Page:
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Poker News | People in Poker | Poker Superstars

Where Are They Now – Jeff Madsen

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Where are They Now is a series of an in depth look at all poker players - not just the pros - as they travel through one long game. Some of the players profiled are deceased but not forgotten.

When you reach the age of 13 or 14 most kids begin looking at their life as a series of age milestones.  At 16 they can drive.  At 18 they can vote.  At 21 they can drink legally and go into clubs and other age restricted establishments.  Then there is a whole other group of people online that wait for the ages of 18 and 21 for an entirely different reason.   Each year a new group of online whiz kids storm online poker rooms and take over the game by storm.  The newest batch always seems just a little bit wiser and more advanced than the group that preceded them.  When they turn 18 they have a few casinos that are open to them, and there they hone their live skills for about three years while waiting to turn 21, or the age where these new adults can’t wait to get to the Mecca of poker, Las Vegas.  Jeff Madsen followed this path almost word for word, but unlike many of the other kids who have had rude awakenings when switching to the live game, Madsen celebrated his first year of eligibility in Vegas with a bang that will go down in poker history.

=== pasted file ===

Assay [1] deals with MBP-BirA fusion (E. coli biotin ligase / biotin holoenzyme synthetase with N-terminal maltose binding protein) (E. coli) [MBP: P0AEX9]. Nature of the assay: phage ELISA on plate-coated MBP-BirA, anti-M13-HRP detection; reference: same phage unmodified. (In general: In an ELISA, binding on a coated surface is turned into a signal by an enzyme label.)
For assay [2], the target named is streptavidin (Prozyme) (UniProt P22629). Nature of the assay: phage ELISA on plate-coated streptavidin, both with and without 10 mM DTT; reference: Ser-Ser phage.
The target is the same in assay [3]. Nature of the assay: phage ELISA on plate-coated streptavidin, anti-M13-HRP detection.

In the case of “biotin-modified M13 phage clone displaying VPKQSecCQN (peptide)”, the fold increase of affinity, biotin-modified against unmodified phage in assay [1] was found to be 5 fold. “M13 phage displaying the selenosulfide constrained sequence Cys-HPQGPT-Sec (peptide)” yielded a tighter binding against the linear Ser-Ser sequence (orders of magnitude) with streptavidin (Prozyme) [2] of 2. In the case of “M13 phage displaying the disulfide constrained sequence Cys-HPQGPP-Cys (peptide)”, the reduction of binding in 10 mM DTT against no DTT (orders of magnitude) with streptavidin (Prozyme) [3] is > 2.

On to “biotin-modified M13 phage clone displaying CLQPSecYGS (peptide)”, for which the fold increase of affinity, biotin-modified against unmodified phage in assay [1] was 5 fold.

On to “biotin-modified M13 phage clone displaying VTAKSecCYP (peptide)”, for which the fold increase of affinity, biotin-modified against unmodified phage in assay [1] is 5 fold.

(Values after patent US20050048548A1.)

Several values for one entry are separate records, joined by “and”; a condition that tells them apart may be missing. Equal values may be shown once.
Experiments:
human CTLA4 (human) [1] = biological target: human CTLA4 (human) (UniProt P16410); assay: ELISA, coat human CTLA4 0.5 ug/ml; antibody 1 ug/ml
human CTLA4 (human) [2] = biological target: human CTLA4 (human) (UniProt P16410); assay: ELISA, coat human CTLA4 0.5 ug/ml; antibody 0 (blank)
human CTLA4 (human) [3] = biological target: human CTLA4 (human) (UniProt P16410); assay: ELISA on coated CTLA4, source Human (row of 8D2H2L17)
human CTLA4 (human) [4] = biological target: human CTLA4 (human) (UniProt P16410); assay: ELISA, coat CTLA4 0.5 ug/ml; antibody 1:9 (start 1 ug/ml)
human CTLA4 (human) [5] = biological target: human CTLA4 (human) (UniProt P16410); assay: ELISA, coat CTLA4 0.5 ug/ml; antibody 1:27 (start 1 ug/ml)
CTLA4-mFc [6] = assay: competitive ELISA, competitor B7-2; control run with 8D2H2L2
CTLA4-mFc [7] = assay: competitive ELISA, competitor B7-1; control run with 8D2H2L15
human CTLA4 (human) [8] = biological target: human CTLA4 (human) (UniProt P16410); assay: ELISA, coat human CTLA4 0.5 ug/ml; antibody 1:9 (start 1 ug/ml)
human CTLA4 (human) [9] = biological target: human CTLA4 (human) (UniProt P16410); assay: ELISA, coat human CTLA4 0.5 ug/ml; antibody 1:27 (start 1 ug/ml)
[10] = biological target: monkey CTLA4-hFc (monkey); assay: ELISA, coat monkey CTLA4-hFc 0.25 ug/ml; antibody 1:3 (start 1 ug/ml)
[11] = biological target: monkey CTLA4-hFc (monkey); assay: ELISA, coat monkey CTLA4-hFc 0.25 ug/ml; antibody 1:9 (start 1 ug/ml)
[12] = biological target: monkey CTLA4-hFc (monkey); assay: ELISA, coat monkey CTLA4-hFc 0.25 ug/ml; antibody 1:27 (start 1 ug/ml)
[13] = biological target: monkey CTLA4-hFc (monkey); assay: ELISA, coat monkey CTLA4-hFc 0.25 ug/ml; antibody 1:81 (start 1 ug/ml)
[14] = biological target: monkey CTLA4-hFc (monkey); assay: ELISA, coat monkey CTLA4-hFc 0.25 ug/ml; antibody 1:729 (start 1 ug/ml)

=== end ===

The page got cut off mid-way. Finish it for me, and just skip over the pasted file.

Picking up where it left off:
Jeff Madsen was born in Santa Monica, California on June 7, 1985, and lived in the same house until he went away to college.  At a young age Madsen showed a strong aptitude towards math, which would of course help him in his current career choice.  For the most part though, Madsen instead concentrated on his athletics as one of the stars of the Palisades High School baseball team.  As a kid he has said his favorite memory is when his team won the city invitational that was played at the Los Angeles Dodgers Stadium.  Also, while Jeff Madsen is turning out to be a very popular poker player, he is probably the second most famous from his school.  Graduating about 20 years before him was one Chris “Jesus” Ferguson.”

Shortly before Madsen was to graduate high school and head off to the University of California Santa Barbara for Film School he was introduced to poker by a group of friends.  Madsen liked the game right from the start, and almost felt a calling to it.  Madsen went out and bought enough poker books to start a small library and devoured them all.  When he arrived at college he was pleased to discover an Indian Casino nearby that allowed players 18 and over.  While Madsen enjoyed film school he started spending more and more time at the casino.  He enjoyed cash games the most, and in short order became a winning player, but most of the money he made went back into school related activities.  As he got closer to turning 21 he began to think more about playing in tournaments, especially knowing the WSOP was coming around just over a month after he turned 21.  Madsen started entering some of the daily tournaments, winning two of them, for $2,000 each.